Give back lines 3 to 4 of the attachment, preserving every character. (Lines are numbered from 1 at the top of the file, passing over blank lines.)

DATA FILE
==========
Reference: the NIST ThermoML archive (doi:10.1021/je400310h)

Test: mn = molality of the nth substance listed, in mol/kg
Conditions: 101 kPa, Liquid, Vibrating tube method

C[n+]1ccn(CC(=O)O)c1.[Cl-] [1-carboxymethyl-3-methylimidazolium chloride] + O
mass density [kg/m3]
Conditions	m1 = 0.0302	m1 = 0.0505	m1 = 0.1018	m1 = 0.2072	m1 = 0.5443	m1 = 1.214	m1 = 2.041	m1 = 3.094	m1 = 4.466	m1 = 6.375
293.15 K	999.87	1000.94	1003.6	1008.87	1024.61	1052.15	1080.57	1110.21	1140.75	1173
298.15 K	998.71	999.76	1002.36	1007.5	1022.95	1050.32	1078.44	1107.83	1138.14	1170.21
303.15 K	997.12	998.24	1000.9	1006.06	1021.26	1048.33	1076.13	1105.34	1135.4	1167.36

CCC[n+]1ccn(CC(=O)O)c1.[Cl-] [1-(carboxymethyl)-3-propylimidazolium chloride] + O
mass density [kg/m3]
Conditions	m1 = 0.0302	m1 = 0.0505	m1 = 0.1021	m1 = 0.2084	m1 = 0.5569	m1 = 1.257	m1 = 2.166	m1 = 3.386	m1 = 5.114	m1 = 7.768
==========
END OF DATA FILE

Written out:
Conditions: 101 kPa, Liquid, Vibrating tube method

C[n+]1ccn(CC(=O)O)c1.[Cl-] [1-carboxymethyl-3-methylimidazolium chloride] + O